In fact, I was on the receiving end of it enough that I began to believe they were right and I was doing this advocacy thing all wrong. I've been told “You make me feel guilty” more times than I can count. I have heard I needed to show more respect, because, you know, I haven’t walked in their shoes. (which is funny because I am a parent to an autistic child too)
SO...
I decided to work on changing my approach, thinking that maybe the problem WAS me. Maybe, I was not being heard or accepted because I was simply too harsh. Maybe I did come across as attacking, bigoted and even narcissistic. Maybe I was simply too rude and insensitive to be heard. Maybe, JUST maybe, they knew something I did not. 

I really wanted to help other people and I was desperate to have them listen to me, for their kid's sake.
I did everything I could to nurture the parents before moving on to the real issues, which by the way takes a lot of mental energy to do.. It didn't really change much, What ended up happening was they would take the  sympathy I offered, and leave the real message I was attempting to send behind. Or they would take my sympathy and tell me the rest of the message I was sending:
Made them feel guilty.
I was still being told I was rude, cold, and insensitive
I was being disrespectful.
I was being too critical.
Even though I had changed my approach the same message was still being sent:
“I don’t have to listen to you because you make me feel guilty. Your concerns are invalid. I don’t like being told that maybe I am wrong. I am the parent, the nondisabled person and I know what’s best for disabled people. I matter more, so sit down and shut up.”
So, the problem was not me or my approach, it was their “it’s all about me” complex. It didn’t matter what box I packed and delivered my message in, these people were going to write “Return to Sender” on it every.single.time.  I was dealing with martyrs and pity parties, and I was crashing their party.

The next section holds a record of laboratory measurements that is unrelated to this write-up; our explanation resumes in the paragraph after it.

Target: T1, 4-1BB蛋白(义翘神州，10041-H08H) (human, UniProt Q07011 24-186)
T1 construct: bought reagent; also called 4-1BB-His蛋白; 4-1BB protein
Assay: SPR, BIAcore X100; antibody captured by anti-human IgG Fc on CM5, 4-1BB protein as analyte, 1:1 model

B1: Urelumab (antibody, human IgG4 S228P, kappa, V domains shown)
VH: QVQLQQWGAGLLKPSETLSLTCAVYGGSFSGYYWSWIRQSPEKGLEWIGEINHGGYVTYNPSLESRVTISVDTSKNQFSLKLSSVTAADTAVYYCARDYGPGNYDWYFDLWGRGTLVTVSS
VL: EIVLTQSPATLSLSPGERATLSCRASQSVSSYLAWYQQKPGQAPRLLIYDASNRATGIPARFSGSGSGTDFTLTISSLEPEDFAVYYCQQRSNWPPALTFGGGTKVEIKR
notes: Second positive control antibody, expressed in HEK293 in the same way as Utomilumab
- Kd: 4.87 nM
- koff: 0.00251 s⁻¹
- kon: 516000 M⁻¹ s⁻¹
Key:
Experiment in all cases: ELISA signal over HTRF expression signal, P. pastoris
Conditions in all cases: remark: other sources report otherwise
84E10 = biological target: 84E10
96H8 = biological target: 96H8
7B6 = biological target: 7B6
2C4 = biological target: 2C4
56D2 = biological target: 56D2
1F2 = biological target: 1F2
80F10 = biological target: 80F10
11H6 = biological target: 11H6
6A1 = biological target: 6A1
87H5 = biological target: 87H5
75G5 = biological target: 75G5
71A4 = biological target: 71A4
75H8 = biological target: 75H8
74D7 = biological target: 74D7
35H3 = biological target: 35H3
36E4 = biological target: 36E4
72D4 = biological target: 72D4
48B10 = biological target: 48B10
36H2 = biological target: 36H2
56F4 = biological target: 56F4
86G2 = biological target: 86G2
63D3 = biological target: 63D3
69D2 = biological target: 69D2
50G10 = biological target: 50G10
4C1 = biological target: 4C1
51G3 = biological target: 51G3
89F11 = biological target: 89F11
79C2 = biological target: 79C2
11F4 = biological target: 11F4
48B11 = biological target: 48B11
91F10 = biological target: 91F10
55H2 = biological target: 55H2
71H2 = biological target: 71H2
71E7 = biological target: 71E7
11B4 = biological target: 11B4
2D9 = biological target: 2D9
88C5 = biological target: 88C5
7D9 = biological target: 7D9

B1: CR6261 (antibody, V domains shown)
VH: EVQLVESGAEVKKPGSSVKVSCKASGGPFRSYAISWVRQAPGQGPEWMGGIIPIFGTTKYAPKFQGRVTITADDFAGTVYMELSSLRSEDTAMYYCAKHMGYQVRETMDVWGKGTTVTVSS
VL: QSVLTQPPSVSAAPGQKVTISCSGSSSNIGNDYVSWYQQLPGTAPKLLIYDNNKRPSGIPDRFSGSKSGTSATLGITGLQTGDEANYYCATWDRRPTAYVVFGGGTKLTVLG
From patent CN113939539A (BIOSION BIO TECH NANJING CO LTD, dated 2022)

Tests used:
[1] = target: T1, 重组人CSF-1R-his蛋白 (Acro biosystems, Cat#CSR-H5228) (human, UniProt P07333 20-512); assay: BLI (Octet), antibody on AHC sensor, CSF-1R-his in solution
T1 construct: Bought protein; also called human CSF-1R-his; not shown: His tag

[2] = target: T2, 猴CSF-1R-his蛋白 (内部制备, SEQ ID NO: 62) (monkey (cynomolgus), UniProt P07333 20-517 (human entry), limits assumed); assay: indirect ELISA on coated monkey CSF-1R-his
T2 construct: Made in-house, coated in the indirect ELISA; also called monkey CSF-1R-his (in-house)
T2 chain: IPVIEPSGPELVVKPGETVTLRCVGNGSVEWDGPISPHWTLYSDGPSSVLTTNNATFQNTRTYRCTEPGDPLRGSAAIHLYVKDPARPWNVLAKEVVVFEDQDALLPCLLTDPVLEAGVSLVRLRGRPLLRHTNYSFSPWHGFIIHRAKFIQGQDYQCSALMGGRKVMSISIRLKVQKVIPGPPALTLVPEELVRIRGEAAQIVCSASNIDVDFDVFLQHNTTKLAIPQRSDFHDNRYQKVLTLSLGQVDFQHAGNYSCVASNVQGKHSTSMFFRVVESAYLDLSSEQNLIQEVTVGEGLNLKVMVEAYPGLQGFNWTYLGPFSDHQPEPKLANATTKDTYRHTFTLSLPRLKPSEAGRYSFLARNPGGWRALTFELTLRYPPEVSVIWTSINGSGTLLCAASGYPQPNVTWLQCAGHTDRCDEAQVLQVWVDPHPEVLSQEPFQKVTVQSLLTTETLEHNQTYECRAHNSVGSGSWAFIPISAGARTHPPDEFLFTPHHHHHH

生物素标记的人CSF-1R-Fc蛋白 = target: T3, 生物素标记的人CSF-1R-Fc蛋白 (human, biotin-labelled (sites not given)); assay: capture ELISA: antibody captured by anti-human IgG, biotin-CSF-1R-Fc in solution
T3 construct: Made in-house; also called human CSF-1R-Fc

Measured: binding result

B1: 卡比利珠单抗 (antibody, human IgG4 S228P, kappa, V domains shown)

They never wanted my perspective, solutions, or respect… they wanted me to be compliant, They wanted me to just shut up.
Image Description:
 Cardboard Box taped shut. Stamped on the box are the words Fail, Return to sender, Rejected and Damaged


Second Issue: Claims of bigotry and discrimination 


Let’s get something out of the way here.
Q: Are autistic people capable of bigotry and discrimination?
A: Well, yes of course, all humans are capable of this.
But, the context that surrounds these claims does not dictate discrimination and bigotry. Speaking up for yourself, asking for respect and demanding equality are not forms of discrimination. Pointing out harmful methods or patterns of behaviors in which parents engage with their autistic children is not bigotry or hate.
More times than not, claims that parents are being bullied by autistic adults are sent out because parents are simply uncomfortable with the facts. Autistic adults in these scenarios refuse to subscribe to the status quo (or status woe as some have coined it).  This often leads to parents claiming they are being bullied. 
Parents and nonautistic people fail to understand that autistic people have long been on the receiving end of hateful rhetoric and silencing of their voices in what is supposed to be their very own civil rights movement.

Imagine your whole life being surrounded by people who silence your voice and invalidate your concerns. Suppose you were forced to live in a world where you had to listen to how devastating it is that you even exist because you are just so “puzzling” and extremely hard to loveCan you even begin to fathom how it feels to constantly stifle your emotions, feelings and words because “it’s just not fair" and your thoughts and feelings "make others guilty.” 
What if you had to exist in a world that believes in compassion towards murderers, attempted murderers, and abusers of people just.like.you ? This world even goes as far to say that these acts against your humanity are justifiable because they couldn't put enough “pieces” together… walk in their shoes why don’t ya? (forget about your shoes, you don’t even OWN a pair). 

So, if you had to live  in a world where your very being was considered a burden and you were viewed less than human, you’d be a little pissy from time to time too.


The autistic community, which includes autistic parents, autistic adults without children and their allies engage in these hard to have conversations because we care. There is no agenda, other than to help make the world a safe place for all autistic people to exist.


Sometimes the package our message is delivered in may not be very appealing to some. But if you take time to open it up,you'll discover some pretty awesome stuff inside.



Image Description: Opened cardboard box
inside of it to the left are 3 cartoon hearts
In the middle is another box brightly wrapped in red paper with a yellow bow
To the right is a cartoon bouquet of flowers
Text at the top reads :Surprise in big red text